Steven Van Zandt Rereleases 1985 'Sun City' Protest LP - Rolling Stone
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Steven Van Zandt Rereleases 1985 ‘Sun City’ Protest LP by Artists United Against Apartheid

Groundbreaking protest album features contributions by Bruce Springsteen, Bob Dylan, Miles Davis, Lou Reed, and many other icons

Musician Steven Van Zandt. (Photo by Ann Clifford/DMI/The LIFE Picture Collection via Getty Images)Musician Steven Van Zandt. (Photo by Ann Clifford/DMI/The LIFE Picture Collection via Getty Images)

Steven Van Zandt is rereleasing his 1985 protest LP 'Sun City,' which features Bono, Bob Dylan, Lou Reed, and Bruce Springsteen.

Ann Clifford/DMI/The LIFE Picture Collection/Getty Images

Steven Van Zandt is celebrating the 30th anniversary of Nelson Mandela’s release from a South African prison by rereleasing his 1985 multi-artist protest LP, Sun City.

The album contains not just his protest anthem “Sun City,” but also Peter Gabriel’s “No More Apartheid,” and “Silver and Gold,” written by Bono along with Keith Richards and Ron Wood. It hasn’t been available on vinyl since its original release.

Van Zandt wrote “Sun City” in response to rock acts like Queen, Rod Stewart, Elton John, Linda Ronstadt, and Cher performing at the South African Sun City resort in violation of a cultural boycott of the country. He recruited an amazing lineup of guest artists to sing on the song “We Are the World”-style, including Bob Dylan, Bruce Springsteen, Peter Gabriel, Lou Reed, Jackson Browne, Pete Townshend, Hall and Oates, Herbie Hancock, Afrika Bambaataa, and several others.

Months after the single hit, he released the Sun City LP under the banner Artists United Against Apartheid. It also features the tracks “Let Me See Your I.D.” (featuring Miles Davis, Peter Wolf, Gil Scott-Heron, and Peter Garrett) and “The Struggle Continues” (featuring Miles Davis, Herbie Hancock, Ron Carter, and Stanley Jordan.)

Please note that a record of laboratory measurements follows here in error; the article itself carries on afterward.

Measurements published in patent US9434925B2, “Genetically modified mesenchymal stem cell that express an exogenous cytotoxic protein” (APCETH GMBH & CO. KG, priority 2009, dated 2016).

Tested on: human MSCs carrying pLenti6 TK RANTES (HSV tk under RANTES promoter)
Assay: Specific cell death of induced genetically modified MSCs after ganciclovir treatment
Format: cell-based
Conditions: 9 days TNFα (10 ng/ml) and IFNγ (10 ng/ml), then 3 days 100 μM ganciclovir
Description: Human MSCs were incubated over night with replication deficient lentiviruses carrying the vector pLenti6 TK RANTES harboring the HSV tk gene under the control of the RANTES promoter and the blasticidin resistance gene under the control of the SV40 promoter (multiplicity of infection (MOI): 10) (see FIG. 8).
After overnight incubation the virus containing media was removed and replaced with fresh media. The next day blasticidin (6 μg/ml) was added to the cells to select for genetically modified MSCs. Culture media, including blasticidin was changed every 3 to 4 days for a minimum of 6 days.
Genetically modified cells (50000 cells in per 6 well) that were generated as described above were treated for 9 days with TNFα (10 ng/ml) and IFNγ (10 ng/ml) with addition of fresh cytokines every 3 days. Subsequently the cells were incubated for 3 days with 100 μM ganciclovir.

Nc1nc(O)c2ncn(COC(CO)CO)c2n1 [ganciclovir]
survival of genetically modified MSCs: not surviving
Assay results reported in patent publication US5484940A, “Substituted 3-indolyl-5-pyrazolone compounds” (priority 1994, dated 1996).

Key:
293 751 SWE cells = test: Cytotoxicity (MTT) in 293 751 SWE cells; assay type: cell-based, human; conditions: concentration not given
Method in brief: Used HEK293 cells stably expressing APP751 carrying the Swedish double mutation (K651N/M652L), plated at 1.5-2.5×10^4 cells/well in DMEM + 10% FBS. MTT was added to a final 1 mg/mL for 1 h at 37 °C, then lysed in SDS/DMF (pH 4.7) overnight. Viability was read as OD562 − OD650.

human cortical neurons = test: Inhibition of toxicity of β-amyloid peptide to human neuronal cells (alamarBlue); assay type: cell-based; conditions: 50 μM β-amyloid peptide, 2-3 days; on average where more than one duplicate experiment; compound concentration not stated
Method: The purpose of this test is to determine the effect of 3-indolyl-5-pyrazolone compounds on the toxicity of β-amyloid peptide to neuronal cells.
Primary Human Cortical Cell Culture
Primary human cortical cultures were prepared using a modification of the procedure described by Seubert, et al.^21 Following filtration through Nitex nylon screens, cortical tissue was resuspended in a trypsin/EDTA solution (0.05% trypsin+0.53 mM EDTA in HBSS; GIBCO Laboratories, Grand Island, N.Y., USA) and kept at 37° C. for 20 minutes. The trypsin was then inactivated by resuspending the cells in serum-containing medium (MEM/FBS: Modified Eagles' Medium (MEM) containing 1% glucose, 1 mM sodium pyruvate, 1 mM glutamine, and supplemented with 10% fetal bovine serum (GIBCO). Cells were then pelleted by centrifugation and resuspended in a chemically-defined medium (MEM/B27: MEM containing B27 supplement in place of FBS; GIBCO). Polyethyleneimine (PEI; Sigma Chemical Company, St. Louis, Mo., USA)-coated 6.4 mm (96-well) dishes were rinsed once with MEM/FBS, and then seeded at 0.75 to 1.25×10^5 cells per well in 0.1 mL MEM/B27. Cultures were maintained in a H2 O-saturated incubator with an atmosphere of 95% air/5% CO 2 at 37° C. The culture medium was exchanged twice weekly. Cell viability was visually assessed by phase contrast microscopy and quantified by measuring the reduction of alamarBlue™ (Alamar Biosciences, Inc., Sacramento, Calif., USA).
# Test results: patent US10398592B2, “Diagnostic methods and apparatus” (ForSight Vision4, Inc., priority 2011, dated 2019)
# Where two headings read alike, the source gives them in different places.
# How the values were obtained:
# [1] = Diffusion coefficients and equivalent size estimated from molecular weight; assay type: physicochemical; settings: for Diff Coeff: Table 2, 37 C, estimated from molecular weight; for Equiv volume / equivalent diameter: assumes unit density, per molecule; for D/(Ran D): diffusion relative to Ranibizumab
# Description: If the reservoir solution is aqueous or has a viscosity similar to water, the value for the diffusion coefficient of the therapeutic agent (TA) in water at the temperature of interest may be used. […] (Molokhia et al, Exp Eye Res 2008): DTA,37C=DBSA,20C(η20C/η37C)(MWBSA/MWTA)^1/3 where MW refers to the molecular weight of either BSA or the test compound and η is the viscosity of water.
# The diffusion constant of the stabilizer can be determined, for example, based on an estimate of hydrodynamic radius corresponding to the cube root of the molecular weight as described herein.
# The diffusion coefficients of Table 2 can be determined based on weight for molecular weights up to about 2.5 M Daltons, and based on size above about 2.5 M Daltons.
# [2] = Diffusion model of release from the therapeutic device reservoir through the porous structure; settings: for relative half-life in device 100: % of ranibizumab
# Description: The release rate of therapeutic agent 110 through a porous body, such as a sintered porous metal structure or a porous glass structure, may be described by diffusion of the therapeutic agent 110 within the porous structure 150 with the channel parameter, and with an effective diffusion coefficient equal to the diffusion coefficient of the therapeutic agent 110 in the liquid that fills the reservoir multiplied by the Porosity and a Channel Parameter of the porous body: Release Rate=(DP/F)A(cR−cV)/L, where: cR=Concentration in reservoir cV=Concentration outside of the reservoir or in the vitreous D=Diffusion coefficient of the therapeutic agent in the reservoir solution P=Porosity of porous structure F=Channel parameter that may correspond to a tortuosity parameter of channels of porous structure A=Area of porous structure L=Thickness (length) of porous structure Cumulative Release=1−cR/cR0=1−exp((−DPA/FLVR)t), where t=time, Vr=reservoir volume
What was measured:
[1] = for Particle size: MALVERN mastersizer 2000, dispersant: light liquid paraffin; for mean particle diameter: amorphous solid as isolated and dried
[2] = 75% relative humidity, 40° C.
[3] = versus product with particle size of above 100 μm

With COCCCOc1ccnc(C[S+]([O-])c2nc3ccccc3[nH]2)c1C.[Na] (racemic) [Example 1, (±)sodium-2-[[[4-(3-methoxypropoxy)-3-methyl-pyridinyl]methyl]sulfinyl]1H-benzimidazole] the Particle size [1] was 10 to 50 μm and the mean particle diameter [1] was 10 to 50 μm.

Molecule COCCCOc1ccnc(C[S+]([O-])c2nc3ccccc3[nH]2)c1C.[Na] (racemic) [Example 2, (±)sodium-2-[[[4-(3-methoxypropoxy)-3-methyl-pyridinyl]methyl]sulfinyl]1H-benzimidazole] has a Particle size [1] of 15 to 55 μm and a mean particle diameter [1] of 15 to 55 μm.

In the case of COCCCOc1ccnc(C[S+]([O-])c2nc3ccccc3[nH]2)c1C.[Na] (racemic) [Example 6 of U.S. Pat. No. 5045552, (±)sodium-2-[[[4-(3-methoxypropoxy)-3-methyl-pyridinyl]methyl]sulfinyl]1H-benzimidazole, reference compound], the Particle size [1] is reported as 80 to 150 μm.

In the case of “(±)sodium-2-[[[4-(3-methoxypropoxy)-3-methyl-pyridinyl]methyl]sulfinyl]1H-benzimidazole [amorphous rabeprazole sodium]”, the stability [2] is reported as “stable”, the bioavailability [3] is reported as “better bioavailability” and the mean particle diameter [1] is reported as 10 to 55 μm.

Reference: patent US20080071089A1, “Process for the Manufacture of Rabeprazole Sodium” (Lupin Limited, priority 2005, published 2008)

The project was one of the first things that Van Zandt did after quitting the E Street Band. It was a decision that cost the guitarist quite a bit of money, since he missed out on the lucrative Born in the U.S.A. tour.

“Financially, it was apocalyptic,” Van Zandt told Rolling Stone earlier this year. “That said, we did take years off the life of the South African government. But is that worth losing all of my friends, all of my power base, all my juice, all my celebrity capital, to save a few lives? And you’ve got to say, ‘Yeah, sure. It was.’ “

The rerelease of Sun City is part of Van Zandt’s broader new box set, RockNRoll Rebel – The Early Work. It also contains remastered versions of Men Without Women (1982), Voice of America (1983), Freedom – No Compromise (1987), Revolution (1989), and Born Again Savage (1999). (The albums will also be available individually starting March 13th.)

He toured heavily in recent years with a reconstituted version of his band the Disciples of Soul, but he’s not sure if they’ll ever play together again after recent gigs in New York and Boston. “I hope I keep this band together forever,” he told Rolling Stone. “I’m not sure how I’m going to do that because if we go out with Bruce, that could be two years, and by then, who knows? The different guys in the band may find different bands.”

A future Bruce Springsteen and the E Street Band tour has to be confirmed, but Springsteen has indicated many times in the past few months that they are cutting an album and plan on hitting the road when it’s done.

In This Article: Steve Van Zandt


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